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An ambitious, unfazed student at UR sets his sights on a solidly Democratic district for his first race. 

The Young Republican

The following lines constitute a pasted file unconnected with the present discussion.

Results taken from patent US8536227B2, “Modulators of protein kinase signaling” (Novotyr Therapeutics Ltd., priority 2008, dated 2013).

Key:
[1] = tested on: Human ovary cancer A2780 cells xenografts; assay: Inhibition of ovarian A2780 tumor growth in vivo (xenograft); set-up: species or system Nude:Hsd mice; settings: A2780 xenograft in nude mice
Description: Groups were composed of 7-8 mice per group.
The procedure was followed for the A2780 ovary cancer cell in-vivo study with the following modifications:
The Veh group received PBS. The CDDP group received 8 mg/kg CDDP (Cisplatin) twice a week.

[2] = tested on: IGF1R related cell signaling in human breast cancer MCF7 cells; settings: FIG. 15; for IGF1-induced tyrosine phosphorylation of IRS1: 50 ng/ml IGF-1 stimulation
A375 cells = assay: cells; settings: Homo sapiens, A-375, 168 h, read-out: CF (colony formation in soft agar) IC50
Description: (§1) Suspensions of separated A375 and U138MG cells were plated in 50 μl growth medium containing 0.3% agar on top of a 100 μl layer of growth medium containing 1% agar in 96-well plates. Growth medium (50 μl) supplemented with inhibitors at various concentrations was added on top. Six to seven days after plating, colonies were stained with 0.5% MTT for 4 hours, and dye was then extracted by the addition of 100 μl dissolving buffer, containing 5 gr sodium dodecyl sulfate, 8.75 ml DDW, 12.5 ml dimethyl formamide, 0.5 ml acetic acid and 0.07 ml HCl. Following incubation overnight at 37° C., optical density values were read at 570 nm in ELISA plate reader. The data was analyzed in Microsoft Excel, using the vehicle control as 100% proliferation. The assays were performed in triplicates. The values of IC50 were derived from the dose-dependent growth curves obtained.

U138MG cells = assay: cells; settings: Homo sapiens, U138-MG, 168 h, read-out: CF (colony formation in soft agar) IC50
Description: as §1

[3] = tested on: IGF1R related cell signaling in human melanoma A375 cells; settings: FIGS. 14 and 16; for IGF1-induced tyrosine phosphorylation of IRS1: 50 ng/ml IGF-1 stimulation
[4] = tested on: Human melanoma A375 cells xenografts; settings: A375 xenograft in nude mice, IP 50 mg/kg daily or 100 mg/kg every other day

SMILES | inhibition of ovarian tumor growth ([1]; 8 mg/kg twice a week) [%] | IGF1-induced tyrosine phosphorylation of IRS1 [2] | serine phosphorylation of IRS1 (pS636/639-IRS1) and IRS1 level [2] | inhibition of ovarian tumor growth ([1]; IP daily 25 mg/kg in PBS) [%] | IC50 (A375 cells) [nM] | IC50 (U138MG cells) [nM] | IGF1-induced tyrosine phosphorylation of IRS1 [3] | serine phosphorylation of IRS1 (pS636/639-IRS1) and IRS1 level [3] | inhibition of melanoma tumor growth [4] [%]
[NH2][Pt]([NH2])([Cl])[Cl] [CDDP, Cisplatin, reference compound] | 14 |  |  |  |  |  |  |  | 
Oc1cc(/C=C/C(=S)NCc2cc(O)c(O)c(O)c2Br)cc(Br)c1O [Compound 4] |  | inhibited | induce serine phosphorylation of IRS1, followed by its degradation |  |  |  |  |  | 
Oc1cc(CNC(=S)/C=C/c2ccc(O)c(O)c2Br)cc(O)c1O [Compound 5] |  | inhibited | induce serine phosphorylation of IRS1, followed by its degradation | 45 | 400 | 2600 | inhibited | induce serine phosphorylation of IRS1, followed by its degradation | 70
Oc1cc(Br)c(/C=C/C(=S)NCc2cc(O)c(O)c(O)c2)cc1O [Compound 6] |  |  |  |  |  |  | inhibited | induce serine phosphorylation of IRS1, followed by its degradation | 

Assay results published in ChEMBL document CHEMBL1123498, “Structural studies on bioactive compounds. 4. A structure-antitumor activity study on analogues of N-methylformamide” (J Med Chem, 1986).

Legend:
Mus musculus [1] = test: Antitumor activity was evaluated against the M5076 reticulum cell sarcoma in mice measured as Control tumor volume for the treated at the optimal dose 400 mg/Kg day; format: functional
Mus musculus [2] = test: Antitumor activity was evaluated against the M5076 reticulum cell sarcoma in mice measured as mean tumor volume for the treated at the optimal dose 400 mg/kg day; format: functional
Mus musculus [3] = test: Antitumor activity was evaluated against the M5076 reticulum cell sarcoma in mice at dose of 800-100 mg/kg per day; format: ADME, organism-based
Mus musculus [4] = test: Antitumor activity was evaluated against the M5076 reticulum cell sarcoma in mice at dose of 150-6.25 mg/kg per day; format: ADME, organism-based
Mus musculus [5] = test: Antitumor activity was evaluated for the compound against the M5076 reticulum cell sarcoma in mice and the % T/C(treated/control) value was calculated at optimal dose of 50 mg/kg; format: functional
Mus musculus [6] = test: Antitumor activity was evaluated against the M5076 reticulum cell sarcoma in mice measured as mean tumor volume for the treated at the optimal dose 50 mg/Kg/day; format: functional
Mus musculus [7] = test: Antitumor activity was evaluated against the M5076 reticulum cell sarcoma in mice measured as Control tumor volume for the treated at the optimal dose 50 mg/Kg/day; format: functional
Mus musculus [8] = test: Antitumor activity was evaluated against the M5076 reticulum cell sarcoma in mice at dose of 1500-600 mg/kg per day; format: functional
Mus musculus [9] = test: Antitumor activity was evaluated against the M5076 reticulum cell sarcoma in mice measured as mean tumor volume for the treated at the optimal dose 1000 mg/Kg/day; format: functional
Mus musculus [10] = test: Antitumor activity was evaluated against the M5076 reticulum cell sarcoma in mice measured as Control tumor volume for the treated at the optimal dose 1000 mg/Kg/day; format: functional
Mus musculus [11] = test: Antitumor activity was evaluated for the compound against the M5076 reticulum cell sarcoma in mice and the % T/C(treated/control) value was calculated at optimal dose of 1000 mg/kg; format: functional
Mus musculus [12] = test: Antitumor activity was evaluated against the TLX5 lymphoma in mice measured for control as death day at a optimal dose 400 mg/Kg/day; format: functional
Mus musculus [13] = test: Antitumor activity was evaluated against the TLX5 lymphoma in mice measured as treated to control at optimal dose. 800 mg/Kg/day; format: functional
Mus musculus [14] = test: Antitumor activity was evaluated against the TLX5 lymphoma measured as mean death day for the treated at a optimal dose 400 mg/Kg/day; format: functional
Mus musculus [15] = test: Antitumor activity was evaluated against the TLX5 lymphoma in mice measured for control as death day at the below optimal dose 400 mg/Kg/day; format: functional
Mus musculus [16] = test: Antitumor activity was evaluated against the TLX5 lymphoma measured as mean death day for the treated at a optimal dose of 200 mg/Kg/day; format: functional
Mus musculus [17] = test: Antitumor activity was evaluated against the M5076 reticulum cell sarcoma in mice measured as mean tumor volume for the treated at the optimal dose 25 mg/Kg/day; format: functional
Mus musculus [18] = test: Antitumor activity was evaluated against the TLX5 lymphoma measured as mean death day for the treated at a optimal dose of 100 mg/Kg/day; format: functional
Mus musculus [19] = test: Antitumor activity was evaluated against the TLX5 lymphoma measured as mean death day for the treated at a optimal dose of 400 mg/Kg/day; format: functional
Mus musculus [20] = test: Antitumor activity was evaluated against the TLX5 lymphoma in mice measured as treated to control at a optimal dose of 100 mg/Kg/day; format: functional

One election's coming to an end. But one young man already is gearing up for next year's. Chris Elliott, a newcomer to Virginia politics who will turn 21 just in time to run for office in 2001, will do battle with a two-term assemblywoman in the House of Delegates' 71st District. Chris Elliott, a junior at the University of Richmond, plans to assume the Republican spot on the ballot. One problem — OK, several. It's a strongly Democratic district. And his opponent will be Del. Viola Baskerville, an experienced political leader who has never faced serious opposition. In her last race she went unchallenged. In 1997, she faced a third-party candidate who received only 14 percent of the vote. Elliott says he can do better. District 71 contains north central Richmond and a small northern section of Henrico County. "There's a good argument that Republicans have ignored that district — and Democrats take it for granted," Elliott says. "The most important thing I hope to provide is a choice. She hasn't had a real strong opposition ever." Elliott is happy to hit on problems he says need attention in his district. "We have problems of unemployment, drug problems, underemployment — which is just an important as unemployment," Elliott says. "Schools have trouble. We are lagging behind." Taking on these problems sounds like a tall order for a man pursuing his bachelor's degree in political science. But Elliott says he has firsthand knowledge of Richmond's challenges due to his work with the National Student Partnership, an organization that moves people from welfare to work. He teaches people in Gilpin Court job-interviewing skills and shows them how to draft an effective resume. Elliott is big on school vouchers. "When a voucher is given to a parent the parent has a choice as to where to send the child," he says. "There is not an infringement on anyone's rights when that is for their child. It's their [parents] money." Elliott also is big on letting people make decisions about what happens to their environment. While he acknowledges the importance of reviewing sound scientific data, he insists that citizens should make the final decisions. "I think, Who would know more about it than a scientist?" Elliott muses. "But scientists shouldn't drive policy. People should drive policy. Let's do everything we can to foster civic involvement. The key to getting people to care about the environment is to get them into that environment. Get them to see it and you'll be amazed at the attitude change. They won't take it for granted." But Elliott isn't one of those government-is-useless Republicans. He admits government can do some useful things. Protecting citizens from crime by enforcing existing gun laws and cracking down on illegal guns are things he wants government to continue doing. Elliott points to the success of Project Exile as proof that government can take a bite out of crime. "Project Exile has been tremendously successful," Elliott says. "A mother [in Gilpin Court] had called me. She said her son had gone to jail because he had an illegal gun. She said to me, 'If it means the streets are safer because they used my son as an example, then it's worth it.' " Elliott often considered public service when he was growing up in Mobile, Ala., because he wanted to help people. "I've always been able to help individuals," he says. "My lifelong goal was to help a lot of people, to see if the individualist approach to government can help a lot of people." Local Republicans pushed him to run. Speaking with Richmond Republican Committee Chairman Pratt Stelly gave Elliott his inspiration. Stelly says she knew she had her candidate when Elliott approached her. His work in Gilpin Court convinced her, she adds, that he was the "ultimate compassionate conservative." "He's what everybody should be," Stelly says. "He realizes that we have to change the system. But we have to help the people." Elliot isn't expecting to have a well-financed campaign in his run in the heavily Democratic district, so he knows he has to rely on shaking lots of hands and proving his worth to the local Republican Party. At the 2nd Street Festival earlier this year Elliott was on hand to let people know that he wants their vote. He already has worked in numerous campaigns and is now the vice chairman of administration for the local Republican chapter. "He's the No. 2 person," Stelly says. "If I'm not there to run a meeting, Chris will be there." Running against an incumbent will not be easy, but Stelly believes that Elliott could surprise people. She points to 35-year-old Del. Terrie Suit's victory last year over Democratic six-term incumbent Glen Crowshaw of Virginia Beach as proof that what some people call impossible can be achieved. "People said she was crazy for running," Stelly says. "There's no such thing as the impossible. It can be done." Even with his passion for politics, knowledge of the issues and a desire to serve, he will be facing a steep uphill climb in 2001. Del. Baskerville holds a solid Democratic seat. Instead of being nervous about the upcoming challenge, she is delighted to see a development that will raise interest in local issues and bring more people to the polls. "I welcome a race," Baskerville says. "When there's competition, voter turnout increases and focus on the issues increases." Elliott admits that he's considered running for higher office someday. But, for now, he wants his potential constituents to know he is working to win in District 71. "I want to look back on life and know I've helped the people in my district," Elliott says. "How big that constituency gets is up to them. Only if they want me to do something more will I do it." But he does confess that his friends see more to him. "I have a nickname," Elliott says. "They call me 'Guv' at